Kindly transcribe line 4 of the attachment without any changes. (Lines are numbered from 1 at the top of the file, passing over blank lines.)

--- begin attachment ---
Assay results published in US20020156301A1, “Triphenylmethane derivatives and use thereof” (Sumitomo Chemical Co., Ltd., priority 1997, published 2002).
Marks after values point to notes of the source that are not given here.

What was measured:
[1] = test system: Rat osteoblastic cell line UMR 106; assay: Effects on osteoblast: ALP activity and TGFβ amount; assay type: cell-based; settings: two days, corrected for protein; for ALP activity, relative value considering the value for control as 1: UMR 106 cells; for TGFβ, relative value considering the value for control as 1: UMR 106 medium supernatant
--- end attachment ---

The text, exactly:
[1] = test system: Rat osteoblastic cell line UMR 106; assay: Effects on osteoblast: ALP activity and TGFβ amount; assay type: cell-based; settings: two days, corrected for protein; for ALP activity, relative value considering the value for control as 1: UMR 106 cells; for TGFβ, relative value considering the value for control as 1: UMR 106 medium supernatant